EAST LANSING, Mich. (AP) — Kyle Neptune looks young enough to suit up for a basketball team instead of wearing a blue suit with a V-neck shirt as Villanova's first-year coach.
Perhaps that explains why he often coached with at least one foot on the court in a 73-71 loss at Michigan State on Friday night.
In the opening minute, the 37-year-old Neptune was so close to the action that his slick wristwatch was jostled loose by Spartans forward Joey Hauser after he made a 3-pointer.
In the final seconds, Neptune stayed behind the sideline after drawing up a play in a timeout that had many options and watching Eric Dixon miss a contested 3-pointer just before the final buzzer.
“ We’ve been down a lot this year, but we’ve never stopped coming," Neptune said. “We told the guys in the locker room that mentality is going to be really good for us."
Neptune helped the Wildcats (2-2) stay calm and confident enough to rally from a 16-point deficit with 8:09 left to have a shot to win at Michigan State (3-1).
“That team didn’t quit," Izzo said. “Kyle deserves credit, and Jay deserves credit for the culture."
In Neptune's first meeting with the 67-year Izzo, the young coach clearly earned respect.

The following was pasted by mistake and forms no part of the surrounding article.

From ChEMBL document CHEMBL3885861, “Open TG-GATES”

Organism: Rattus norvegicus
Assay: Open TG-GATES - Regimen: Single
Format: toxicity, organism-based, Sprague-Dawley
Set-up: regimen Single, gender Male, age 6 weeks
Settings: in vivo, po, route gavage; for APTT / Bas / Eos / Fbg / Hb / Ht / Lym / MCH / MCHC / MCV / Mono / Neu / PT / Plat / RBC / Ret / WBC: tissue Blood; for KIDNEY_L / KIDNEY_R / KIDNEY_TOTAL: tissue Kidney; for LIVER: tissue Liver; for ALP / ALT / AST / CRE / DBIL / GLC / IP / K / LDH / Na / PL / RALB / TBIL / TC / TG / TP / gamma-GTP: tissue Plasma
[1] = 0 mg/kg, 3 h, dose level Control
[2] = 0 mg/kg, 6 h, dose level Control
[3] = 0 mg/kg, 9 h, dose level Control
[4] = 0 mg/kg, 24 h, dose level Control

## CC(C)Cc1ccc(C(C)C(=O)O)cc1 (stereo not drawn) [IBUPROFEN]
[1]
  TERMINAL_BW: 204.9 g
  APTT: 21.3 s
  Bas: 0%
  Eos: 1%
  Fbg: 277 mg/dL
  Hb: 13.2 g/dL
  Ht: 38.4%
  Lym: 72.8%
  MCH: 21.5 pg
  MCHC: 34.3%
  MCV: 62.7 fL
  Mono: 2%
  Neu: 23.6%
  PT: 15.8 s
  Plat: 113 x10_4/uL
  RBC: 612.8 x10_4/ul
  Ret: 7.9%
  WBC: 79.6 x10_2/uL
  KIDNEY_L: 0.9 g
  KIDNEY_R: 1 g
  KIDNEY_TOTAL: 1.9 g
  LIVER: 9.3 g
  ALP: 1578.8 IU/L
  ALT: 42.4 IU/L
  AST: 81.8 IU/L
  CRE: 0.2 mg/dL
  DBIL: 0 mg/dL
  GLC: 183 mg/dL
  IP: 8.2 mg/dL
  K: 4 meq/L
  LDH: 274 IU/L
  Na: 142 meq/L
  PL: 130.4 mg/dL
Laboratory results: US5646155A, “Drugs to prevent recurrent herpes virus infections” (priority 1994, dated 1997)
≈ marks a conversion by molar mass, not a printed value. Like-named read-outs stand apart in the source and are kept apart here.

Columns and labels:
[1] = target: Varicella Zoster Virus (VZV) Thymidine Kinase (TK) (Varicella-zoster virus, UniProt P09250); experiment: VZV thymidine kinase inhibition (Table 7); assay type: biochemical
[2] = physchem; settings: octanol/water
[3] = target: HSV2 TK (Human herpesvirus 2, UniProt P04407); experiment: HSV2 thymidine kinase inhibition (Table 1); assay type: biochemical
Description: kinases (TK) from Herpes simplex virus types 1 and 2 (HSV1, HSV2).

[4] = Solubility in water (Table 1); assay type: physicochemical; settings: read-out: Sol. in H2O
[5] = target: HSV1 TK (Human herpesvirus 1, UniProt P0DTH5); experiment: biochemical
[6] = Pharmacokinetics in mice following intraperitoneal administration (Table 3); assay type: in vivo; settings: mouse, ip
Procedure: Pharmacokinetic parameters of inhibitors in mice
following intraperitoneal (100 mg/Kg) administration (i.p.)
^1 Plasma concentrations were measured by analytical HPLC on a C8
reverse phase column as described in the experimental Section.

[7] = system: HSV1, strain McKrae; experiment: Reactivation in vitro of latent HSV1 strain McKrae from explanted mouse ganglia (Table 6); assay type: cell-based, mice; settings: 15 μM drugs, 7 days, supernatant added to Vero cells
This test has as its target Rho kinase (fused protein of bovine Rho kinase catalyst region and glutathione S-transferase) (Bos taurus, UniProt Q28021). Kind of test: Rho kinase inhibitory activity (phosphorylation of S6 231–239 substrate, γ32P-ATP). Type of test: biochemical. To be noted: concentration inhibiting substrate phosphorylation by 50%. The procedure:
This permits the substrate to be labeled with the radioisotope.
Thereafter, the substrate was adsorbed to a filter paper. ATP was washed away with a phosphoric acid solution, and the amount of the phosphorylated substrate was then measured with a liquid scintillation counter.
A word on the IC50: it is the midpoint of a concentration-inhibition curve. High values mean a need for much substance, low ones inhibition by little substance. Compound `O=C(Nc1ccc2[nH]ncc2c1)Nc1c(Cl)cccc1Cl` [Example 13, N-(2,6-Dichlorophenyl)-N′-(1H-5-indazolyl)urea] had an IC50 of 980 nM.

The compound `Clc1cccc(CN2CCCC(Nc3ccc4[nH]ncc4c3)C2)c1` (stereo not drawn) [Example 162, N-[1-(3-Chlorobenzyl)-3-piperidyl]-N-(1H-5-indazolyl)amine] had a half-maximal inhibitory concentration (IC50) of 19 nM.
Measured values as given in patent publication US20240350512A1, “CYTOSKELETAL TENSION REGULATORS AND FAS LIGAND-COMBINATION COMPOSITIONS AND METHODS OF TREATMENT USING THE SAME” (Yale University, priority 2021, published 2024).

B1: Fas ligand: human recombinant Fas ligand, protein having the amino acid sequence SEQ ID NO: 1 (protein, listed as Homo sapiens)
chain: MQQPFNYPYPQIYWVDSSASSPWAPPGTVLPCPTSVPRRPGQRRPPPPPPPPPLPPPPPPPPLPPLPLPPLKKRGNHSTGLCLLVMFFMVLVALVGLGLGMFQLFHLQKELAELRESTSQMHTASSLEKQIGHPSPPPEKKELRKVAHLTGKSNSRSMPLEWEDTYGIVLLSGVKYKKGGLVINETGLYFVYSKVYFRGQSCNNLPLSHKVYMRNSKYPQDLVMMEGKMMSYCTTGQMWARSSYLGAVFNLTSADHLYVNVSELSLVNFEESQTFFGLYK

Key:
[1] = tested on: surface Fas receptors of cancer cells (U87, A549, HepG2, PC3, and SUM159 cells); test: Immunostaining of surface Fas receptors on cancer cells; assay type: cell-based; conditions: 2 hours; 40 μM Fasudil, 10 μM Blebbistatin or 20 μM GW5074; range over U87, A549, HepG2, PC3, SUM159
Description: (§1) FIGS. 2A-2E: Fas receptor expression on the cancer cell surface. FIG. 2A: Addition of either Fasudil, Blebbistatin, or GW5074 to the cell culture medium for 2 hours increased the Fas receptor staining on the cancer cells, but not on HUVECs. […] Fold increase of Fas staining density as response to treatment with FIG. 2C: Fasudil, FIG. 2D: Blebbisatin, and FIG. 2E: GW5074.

“Helluva job," Izzo said to Neptune during a brief exchange in the handshake line.
Later in his postgame news conference, Izzo shared some of what he said to Neptune before the game.
“I said, `Hey, win, lose or draw give me a buzz next week," Izzo said.
The two coaches do share some similarities, getting handpicked by national championship-winning coaches to take over a program in their late 30s after being assistants for their mentors.
Izzo started his head coaching career in 1995 at Michigan State, where he was a longtime assistant for the late Jud Heathcote, who coached Magic Johnson and the Spartans when they beat Larry Bird-led Indiana Sate in 1979.
Neptune went back to Villanova, where he was a video coordinator for Wright in 2008 and was later an assistant, after leading Fordham for one season.
Heathcote's retirement was not unexpected, and Izzo was the coach in waiting.
The 60-year-old Wright, though, shocked college basketball with his immediate resignation last spring after winning two national championships in four trips to the Final Fours in a Hall of Fame career.
“I went through what you're going through," Izzo recalled telling Neptune. “Give me a call, and I'll tell you what I went through.
“As the game was ending I was saying to myself, `Who the hell am I to tell him something?' He did a better job than I did. That program is in good hands."
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